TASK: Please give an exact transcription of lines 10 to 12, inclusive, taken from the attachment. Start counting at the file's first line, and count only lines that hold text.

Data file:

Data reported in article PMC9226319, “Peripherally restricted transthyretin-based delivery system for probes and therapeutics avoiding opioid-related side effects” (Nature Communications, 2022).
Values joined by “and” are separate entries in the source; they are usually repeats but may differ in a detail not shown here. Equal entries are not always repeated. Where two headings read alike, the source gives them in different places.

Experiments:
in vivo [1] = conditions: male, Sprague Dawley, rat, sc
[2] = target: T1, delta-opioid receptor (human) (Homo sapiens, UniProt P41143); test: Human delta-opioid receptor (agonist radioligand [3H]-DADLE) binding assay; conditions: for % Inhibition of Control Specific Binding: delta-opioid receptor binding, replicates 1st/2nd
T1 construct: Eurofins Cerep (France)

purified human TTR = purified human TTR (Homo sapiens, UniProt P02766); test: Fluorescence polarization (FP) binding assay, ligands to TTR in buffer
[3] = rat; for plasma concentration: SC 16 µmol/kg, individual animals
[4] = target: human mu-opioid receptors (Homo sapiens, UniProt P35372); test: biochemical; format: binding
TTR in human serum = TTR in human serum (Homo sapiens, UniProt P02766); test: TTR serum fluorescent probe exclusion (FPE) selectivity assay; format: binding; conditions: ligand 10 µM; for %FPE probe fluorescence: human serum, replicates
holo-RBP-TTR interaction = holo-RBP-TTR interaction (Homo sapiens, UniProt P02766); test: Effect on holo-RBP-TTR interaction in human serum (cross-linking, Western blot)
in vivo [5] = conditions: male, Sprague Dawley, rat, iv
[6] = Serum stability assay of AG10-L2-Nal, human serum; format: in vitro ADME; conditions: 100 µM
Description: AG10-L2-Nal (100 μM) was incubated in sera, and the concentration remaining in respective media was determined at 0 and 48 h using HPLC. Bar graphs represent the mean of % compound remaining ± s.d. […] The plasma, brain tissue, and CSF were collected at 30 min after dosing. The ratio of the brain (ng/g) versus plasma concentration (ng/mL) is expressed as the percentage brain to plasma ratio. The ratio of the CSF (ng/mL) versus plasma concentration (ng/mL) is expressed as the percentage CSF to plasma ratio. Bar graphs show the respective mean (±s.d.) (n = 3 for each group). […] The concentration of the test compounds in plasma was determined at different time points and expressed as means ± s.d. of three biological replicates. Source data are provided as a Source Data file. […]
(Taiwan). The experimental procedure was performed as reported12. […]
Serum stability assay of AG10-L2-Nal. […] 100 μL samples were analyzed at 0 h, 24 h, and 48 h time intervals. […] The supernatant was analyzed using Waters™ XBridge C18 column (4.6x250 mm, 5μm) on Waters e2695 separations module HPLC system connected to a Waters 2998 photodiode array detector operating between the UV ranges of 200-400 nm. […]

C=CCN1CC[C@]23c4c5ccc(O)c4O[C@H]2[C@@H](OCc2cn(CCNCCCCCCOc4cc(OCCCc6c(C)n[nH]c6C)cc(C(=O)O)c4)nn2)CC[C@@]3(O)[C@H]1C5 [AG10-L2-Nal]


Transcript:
TTR in human serum = TTR in human serum (Homo sapiens, UniProt P02766); test: TTR serum fluorescent probe exclusion (FPE) selectivity assay; format: binding; conditions: ligand 10 µM; for %FPE probe fluorescence: human serum, replicates
holo-RBP-TTR interaction = holo-RBP-TTR interaction (Homo sapiens, UniProt P02766); test: Effect on holo-RBP-TTR interaction in human serum (cross-linking, Western blot)
in vivo [5] = conditions: male, Sprague Dawley, rat, iv